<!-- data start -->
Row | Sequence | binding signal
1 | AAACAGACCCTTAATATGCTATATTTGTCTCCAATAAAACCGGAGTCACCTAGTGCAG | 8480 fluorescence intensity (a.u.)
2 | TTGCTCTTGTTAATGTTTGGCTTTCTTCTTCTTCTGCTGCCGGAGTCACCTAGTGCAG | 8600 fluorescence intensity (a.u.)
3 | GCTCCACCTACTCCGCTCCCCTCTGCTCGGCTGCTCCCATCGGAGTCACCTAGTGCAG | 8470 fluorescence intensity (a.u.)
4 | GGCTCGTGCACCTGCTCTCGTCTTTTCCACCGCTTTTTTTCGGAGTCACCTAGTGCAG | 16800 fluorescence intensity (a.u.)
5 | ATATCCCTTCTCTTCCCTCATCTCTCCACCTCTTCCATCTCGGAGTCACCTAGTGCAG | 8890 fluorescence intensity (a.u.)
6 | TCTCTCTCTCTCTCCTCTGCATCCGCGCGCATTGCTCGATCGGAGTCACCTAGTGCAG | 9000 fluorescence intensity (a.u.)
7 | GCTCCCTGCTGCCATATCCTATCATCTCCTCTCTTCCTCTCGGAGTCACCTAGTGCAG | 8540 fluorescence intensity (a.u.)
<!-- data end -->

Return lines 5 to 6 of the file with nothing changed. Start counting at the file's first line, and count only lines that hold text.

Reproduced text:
4 | GGCTCGTGCACCTGCTCTCGTCTTTTCCACCGCTTTTTTTCGGAGTCACCTAGTGCAG | 16800 fluorescence intensity (a.u.)
5 | ATATCCCTTCTCTTCCCTCATCTCTCCACCTCTTCCATCTCGGAGTCACCTAGTGCAG | 8890 fluorescence intensity (a.u.)